Struggling Youngstown Targeted as Refugee Resettlement Center

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By Joe Guzzardi

Joe is a CAPS Senior Writing Fellow whose commentaries about California's social issues have run in newspapers throughout California and the country for nearly 30 years. Contact Joe at joeguzzardi@capsweb.org, or find him on Twitter @joeguzzardi19.

The writer's views are his own.

November 3, 2016

During my recent week-long trip to Canada, one of my biggest takeaways was local citizens’ resistance to the Trudeau government’s commitment to resettle 25,000 Syrian refugees. Although the press has published stories that are mostly supportive of Trudeau and his mission, many Canadians are skeptical.

And as details are revealed of what it’s actually like to adopt a Syrian family, as some Canadians have done, doubts about the wisdom of the policy grow deeper. An unusually candid New York Times story told about the challenges that face families who have agreed to adopt, on a short-term basis, Syrian refugees.

In the example cited, a Syrian family of six headed by a shepherd and his illiterate wife exhibited extreme difficulty in adjusting, and were bombarded by requests from their relatives abroad to bring them to Canada. The mother has shown no interest in learning English, even though that skill would help her and her children assimilate, and enjoy a more complete, satisfying life in Canada.

Despite Youngstown’s 50 percent poverty concentration rate,
the city is receiving waves of refugees.




 

Meanwhile, back in the United States, impoverished, beleaguered Youngstown, Ohio, is the latest city targeted as a new home for refugees. Given that in Youngstown 31 percent of households earn less than $15,000 annually, no one can argue that Americans don’t need the same generosity that Cleveland Migration and Refugee Services offers refugees. Remember too that President Obama continues to place refugees far away from the White House and miles from where D.C. elite live.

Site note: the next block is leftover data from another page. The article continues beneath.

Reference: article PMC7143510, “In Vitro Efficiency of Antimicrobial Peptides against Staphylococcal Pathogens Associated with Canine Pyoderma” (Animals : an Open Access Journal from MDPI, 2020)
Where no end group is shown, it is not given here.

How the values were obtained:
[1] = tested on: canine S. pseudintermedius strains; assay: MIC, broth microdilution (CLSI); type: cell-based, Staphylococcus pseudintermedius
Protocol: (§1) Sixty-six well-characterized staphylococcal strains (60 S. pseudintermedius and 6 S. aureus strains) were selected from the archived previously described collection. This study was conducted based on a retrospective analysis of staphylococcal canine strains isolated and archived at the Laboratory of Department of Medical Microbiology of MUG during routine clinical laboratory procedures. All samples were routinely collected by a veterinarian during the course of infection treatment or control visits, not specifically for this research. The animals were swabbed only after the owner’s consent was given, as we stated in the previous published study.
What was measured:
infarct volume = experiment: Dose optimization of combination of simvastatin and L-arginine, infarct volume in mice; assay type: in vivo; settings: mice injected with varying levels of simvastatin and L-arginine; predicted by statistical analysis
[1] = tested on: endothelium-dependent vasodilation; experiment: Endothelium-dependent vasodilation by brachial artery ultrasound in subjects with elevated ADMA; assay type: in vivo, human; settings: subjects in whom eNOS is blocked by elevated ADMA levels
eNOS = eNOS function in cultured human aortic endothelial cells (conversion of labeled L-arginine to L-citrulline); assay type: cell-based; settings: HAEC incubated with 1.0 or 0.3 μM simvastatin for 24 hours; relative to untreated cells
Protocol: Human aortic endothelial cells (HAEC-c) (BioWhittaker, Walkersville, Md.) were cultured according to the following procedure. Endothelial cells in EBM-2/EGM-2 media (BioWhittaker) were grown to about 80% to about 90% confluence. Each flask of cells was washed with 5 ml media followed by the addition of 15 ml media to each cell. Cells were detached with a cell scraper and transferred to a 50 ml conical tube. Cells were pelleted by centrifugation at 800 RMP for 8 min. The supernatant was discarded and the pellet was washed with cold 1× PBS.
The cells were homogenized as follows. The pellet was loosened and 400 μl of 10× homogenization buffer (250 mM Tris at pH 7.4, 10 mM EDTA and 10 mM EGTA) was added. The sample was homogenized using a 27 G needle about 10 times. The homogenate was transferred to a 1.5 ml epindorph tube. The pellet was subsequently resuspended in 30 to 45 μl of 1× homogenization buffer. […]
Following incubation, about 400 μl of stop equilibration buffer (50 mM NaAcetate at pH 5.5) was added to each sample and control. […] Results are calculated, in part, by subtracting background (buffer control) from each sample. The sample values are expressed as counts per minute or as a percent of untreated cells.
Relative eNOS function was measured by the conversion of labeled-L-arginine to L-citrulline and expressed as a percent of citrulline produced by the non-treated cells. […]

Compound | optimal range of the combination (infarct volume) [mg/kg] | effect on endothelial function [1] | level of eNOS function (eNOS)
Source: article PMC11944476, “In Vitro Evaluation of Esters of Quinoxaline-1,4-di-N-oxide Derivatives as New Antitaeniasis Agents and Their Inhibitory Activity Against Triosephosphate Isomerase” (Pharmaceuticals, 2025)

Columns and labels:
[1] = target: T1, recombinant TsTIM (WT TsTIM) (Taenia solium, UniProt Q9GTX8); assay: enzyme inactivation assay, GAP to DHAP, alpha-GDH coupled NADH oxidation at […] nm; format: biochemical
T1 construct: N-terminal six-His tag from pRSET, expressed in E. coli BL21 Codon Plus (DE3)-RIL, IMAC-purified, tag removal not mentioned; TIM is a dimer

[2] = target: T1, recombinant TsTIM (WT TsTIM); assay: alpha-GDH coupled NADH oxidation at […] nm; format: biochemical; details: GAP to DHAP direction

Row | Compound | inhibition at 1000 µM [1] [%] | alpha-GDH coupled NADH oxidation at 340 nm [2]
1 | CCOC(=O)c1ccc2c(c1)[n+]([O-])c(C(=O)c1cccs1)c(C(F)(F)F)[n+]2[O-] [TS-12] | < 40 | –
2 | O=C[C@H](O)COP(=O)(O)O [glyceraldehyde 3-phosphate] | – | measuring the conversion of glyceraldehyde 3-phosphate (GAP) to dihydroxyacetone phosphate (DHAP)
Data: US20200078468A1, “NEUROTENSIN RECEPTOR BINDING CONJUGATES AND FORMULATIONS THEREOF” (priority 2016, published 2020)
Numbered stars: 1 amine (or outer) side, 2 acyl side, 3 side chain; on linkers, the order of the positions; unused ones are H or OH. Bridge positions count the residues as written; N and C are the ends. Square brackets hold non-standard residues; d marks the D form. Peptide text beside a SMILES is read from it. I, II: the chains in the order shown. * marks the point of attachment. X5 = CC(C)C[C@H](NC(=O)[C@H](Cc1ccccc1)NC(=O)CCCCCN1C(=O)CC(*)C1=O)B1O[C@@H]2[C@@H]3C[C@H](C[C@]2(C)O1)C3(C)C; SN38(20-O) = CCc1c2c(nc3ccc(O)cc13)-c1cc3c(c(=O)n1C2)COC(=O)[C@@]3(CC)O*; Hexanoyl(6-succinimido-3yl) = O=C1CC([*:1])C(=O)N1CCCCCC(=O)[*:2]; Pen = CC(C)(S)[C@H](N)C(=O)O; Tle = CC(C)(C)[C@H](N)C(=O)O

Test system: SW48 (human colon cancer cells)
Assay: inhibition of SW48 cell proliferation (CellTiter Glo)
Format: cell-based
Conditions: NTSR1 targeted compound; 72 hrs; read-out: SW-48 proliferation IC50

Obama has accelerated refugee resettlement nationwide. In each of the first five days of fiscal year 2017 which began on October 1, 2016, 411 refugees were resettled in the U.S. If that pace is sustained, the U.S would accept more than 150,000 refugees in FY 2017, almost double the FY 2016 total of 84,995 and more than 40,000 greater than the 110,000 limit Obama promised.

Refugee resettlement will be hotly contested during 2017. Through the CAPS Action Alert page, urge your representative to support HR 4731. This legislation would limit refugees to 60,000, and require congressional action to increase the cap. While a House floor vote is unlikely with only days until the presidential election, HR 4731 should be a template for the next Congress.

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